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Sex Offender Laws Do More Harm Than Good

Published: Aug 19, 2016 in Criminal Defense, Sex Crimes

Sex offender laws are meant to protect the public, but some organizations are claiming that sex offender registration rules are more damaging than beneficial. Lawsuits have been filed alleging that certain sex offender laws are unconstitutional. Currently, sex offender registration requirements are in a state of change.

If you are facing charges that could require registration upon conviction, contact experienced Houston sex crimes defense attorney Ned Barnett at (713) 222-6767 for a free consultation.

Not Supported by Data

A strong argument against current registration requirements, particularly how long someone has to register, is that repeat offense rates for many sex crimes are much lower than previously thought. As Slate magazine uncovered, multiple studies have found sex crime recidivism to be below 14 percent in the years following an offender’s release from prison. A study performed by the Bureau of Justice Statistics looked at the recidivism rate over three years for 9,691 male sex offenders released in 1994. Slightly more than 5 percent of the offenders were rearrested for a sex crime and only 3.5 percent were convicted of a new sex crime within 3 years of release.

Another aspect of sex crimes that doesn’t support the use of a registry is that more sex crimes are committed by someone a victim knows than a stranger. Also, sex crimes committed by family and friends often go unreported, so those individuals never end up on the registry list.

One of the main purposes of the sex offender registry – to provide potential suspects if a sex crime occurs – isn’t supported by evidence. It is more likely that an attacker is not on the registry than it is for an attacker to be someone on the list committing a second crime.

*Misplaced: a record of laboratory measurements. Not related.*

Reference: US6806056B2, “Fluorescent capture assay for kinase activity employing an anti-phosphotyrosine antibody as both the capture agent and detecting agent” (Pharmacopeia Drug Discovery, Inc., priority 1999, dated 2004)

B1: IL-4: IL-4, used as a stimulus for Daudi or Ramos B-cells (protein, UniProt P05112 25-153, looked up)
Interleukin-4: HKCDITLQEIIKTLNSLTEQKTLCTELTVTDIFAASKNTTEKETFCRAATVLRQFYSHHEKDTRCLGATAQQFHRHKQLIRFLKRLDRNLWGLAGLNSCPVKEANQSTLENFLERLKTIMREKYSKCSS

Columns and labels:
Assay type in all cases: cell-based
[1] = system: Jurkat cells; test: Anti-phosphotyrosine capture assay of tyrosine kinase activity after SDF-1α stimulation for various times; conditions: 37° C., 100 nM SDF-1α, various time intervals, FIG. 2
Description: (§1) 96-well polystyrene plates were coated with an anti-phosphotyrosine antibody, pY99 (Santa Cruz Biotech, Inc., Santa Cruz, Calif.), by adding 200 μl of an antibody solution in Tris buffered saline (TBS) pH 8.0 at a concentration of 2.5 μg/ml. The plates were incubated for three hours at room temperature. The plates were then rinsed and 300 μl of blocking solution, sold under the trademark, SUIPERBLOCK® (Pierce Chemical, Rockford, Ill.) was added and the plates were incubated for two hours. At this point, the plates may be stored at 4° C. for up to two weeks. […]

Too Many People End Up on the List for Too Long

Other arguments against current sex offender registration laws are that too many crimes have become part of the registry and offenders with a low risk of re-offense are kept on the registry too long.

People required to register as sex offenders haven’t necessarily committed a violent sexual crime or a felony. People may have to register for nonviolent and misdemeanor offenses. In some states, including Texas, people convicted of statutory rape, which is often consensual sex among teenagers, are required to register.

Many offenders face lifetime registration despite committing nonviolent offenses and having a low risk of recidivism. Considering the staggering consequences of registration – living restrictions, housing discrimination, work restrictions, employment discrimination, travel restrictions, public contact information, harassment, and more – lifelong registration requirements can inhibit a person’s ability to gain an education, make a decent living, become part of a community, participate in their children’s lives, and move on from the offense.

However, it isn’t always lifetime registration that’s a problem. Even decades on the list can be extremely detrimental, particularly to offenders who were minors when convicted. Many teenagers who are required to register for crimes committed in their youth will be labeled sex offenders into their 20s or longer. Human Rights Watch published an 111-page report in 2013 regarding the harm sex offender registration laws posed for youth offenders. These adolescents may face hardships and discrimination for a nonviolent offense during a time when they should be gaining an education, beginning a career, and possibly getting married and starting a family. The laws can make it impossible for them to create a stable livelihood.

Numerous Texas Towns Reform Registry Laws

The advocacy group Texas Voices for Reason and Justice targeted 46 Texas towns with letters claiming their sex offender registration laws were unconstitutional last year. The group has also taken numerous small towns to court over their laws. Since May of this year, 23 Texas towns have repealed their local sex offender ordinances, many of which involved geographic living restrictions.

Contact a Houston Sex Crimes Defense Attorney for Help

If you’re facing the harsh future of living on the sex offender registry, call attorney Ned Barnett immediately. He will review your case with you and then build you the strongest defense possible under the law to help you avoid consequences of conviction like decades-long or lifetime registration. He has decades of experiencing helping people charged with sex crimes and a track record of good outcomes for his clients.

Contact him today at (713) 222-6767.